So many of our traditions shape us through what they symbolize. When we don’t understand a symbol or a ritual, we naturally ask someone older or wiser, “What does this mean?” When our symbols point to Christ and to his work in the world, we have the opportunity to share the story of God, the story of the Gospel. 


Too often, we take our traditions for granted. We do them because we’ve always done them. And we don’t notice how central they have become until they’re gone. 

When I was in high school, my parents decided that we would spend Christmas break serving Christmas dinner and distributing gifts to children in Jamaica. My sister and I selfishly protested because that meant we wouldn’t spend Christmas with our extended family. No turkey. No ham. No dressing, sweet potato casserole, or creamed corn. None of Nanny’s slightly-overbaked-but-still-perfect sugar cookies. At that moment, I felt the value of our family traditions in a new way.

And then there was last year, the year when I sat at home in a Norco-induced haze on Christmas Eve, recovering from an emergency surgery two days earlier. I missed our Christmas Eve service. I missed standing in a circle around the worship center and passing the light from one candle to the next. I missed looking at softly illumined faces as we sang “Silent Night.” We didn’t have pizza and cupcakes for dinner. My children missed the cinnamon rolls, the orange juice, and the bacon.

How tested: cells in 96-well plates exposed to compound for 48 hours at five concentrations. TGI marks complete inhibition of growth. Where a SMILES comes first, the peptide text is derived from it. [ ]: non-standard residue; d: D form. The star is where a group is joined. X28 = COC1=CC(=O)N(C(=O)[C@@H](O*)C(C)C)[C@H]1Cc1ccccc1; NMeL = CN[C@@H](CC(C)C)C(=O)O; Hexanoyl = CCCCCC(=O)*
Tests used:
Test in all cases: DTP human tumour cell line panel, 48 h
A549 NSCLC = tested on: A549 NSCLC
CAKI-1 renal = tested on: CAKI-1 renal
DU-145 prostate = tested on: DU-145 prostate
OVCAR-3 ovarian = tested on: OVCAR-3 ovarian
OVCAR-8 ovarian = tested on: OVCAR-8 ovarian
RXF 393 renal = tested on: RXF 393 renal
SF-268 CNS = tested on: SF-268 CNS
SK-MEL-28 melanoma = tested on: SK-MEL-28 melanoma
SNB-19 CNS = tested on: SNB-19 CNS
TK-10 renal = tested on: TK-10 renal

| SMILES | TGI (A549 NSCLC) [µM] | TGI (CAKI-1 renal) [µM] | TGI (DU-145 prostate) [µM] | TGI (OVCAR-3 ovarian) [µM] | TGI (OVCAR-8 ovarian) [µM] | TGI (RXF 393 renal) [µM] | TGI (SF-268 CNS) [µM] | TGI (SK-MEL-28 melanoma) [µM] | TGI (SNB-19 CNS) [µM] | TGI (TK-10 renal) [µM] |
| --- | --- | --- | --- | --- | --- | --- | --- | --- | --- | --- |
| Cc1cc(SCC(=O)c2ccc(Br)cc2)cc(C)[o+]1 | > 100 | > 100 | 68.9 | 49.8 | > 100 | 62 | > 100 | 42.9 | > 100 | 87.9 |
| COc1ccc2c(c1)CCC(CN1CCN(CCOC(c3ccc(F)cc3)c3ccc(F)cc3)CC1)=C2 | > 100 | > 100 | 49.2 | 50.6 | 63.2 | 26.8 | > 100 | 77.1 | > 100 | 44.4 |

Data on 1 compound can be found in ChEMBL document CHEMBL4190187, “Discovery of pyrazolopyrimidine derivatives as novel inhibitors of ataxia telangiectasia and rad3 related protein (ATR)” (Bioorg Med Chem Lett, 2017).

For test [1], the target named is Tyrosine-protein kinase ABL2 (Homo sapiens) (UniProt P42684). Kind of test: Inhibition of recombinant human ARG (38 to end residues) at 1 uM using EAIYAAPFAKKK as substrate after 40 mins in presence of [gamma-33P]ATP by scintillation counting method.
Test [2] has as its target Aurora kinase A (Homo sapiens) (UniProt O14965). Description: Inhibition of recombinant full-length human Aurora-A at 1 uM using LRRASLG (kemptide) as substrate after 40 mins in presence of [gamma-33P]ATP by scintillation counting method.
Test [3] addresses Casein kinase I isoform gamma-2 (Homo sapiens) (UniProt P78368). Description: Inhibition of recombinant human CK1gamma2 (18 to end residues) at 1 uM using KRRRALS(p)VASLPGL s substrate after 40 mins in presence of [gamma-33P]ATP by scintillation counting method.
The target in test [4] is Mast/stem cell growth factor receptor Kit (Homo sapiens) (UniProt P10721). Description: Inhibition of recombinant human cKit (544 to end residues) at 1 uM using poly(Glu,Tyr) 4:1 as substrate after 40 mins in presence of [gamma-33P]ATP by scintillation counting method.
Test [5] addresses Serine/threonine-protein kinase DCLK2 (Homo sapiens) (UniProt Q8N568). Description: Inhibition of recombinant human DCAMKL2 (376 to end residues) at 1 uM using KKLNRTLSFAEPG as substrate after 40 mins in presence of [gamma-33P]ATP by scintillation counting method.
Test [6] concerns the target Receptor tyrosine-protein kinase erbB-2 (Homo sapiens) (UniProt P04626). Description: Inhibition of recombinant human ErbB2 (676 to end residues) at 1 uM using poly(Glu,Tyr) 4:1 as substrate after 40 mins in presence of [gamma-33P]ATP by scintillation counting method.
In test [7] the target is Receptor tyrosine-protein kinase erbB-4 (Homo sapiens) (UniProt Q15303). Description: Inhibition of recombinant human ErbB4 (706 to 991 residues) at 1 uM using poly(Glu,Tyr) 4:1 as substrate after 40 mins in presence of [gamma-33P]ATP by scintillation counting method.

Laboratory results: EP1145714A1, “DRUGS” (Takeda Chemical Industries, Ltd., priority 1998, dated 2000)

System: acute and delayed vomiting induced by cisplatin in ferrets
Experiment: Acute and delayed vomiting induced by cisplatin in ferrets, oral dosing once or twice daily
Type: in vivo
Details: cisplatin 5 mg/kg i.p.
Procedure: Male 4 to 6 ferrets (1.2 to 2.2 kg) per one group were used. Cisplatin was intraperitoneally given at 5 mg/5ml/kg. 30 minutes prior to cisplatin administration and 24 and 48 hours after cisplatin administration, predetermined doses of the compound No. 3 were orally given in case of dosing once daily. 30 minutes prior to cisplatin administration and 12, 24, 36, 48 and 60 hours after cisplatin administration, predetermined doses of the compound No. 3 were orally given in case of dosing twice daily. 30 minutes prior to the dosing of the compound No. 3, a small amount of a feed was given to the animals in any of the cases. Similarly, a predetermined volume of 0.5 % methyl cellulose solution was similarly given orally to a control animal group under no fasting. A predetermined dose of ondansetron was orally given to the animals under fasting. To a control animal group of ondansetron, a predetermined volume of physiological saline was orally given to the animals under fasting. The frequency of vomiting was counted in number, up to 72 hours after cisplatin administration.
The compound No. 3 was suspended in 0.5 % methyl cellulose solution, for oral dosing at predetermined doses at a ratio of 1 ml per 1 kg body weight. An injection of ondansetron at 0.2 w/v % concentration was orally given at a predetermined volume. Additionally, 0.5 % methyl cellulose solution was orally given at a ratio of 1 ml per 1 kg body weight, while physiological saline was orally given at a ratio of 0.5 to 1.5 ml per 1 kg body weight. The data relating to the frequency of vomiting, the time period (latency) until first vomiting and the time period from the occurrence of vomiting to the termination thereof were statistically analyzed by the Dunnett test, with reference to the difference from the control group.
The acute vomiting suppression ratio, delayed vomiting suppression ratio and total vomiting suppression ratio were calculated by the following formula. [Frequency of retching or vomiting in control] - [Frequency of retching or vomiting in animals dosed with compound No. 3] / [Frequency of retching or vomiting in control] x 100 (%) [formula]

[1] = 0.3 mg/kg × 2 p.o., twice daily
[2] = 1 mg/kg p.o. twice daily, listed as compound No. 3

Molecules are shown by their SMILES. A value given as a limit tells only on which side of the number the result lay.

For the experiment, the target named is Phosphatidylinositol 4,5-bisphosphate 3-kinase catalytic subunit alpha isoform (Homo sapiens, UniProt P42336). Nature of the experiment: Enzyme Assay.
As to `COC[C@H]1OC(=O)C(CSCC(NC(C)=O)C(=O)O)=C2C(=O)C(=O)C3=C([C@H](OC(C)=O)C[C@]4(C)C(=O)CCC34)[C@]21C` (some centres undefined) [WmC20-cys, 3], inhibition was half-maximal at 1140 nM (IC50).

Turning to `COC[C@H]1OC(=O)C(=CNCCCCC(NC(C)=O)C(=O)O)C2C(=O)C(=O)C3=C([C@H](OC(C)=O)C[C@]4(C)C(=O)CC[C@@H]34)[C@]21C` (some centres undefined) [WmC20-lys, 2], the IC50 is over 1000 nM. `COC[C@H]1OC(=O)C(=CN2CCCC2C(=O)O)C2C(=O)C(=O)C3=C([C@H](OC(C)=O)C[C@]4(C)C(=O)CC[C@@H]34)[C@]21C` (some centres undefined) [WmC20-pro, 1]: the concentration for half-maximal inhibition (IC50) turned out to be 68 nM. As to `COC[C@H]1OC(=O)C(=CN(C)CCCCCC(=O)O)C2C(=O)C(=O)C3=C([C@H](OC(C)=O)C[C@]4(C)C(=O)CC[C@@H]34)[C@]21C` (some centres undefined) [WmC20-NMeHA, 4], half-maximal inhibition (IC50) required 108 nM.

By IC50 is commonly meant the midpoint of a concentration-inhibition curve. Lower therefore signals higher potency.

But when they missed our traditions, when months later they asked, “Why didn’t we have cinnamon rolls last Christmas?” I knew that our traditions were somehow forming them and forming our family. When I missed the Christmas Eve service at church, I knew that the annual practice of looking at my church family as I prayed, “Sleep in heavenly peace,” had formed me.

Our family traditions form us as do the traditions we share as a church. When we light the Advent candles, sing our favorite carols, when we take the bread and dip it in the cup, we remember what God has done and look forward to what God will do. And, by his Spirit, God creates a community centered on his story.

This holiday season, let’s pay attention to our old traditions and, perhaps, start some new ones. Let’s create opportunities to tell others, “This is what it means.” Let’s fill our lives with rich symbols and repeated practices that point to a story greater than our own. 

This article first appeared in the Winter 2019 edition of CONNECT Magazine, a publication of Christ Community Church.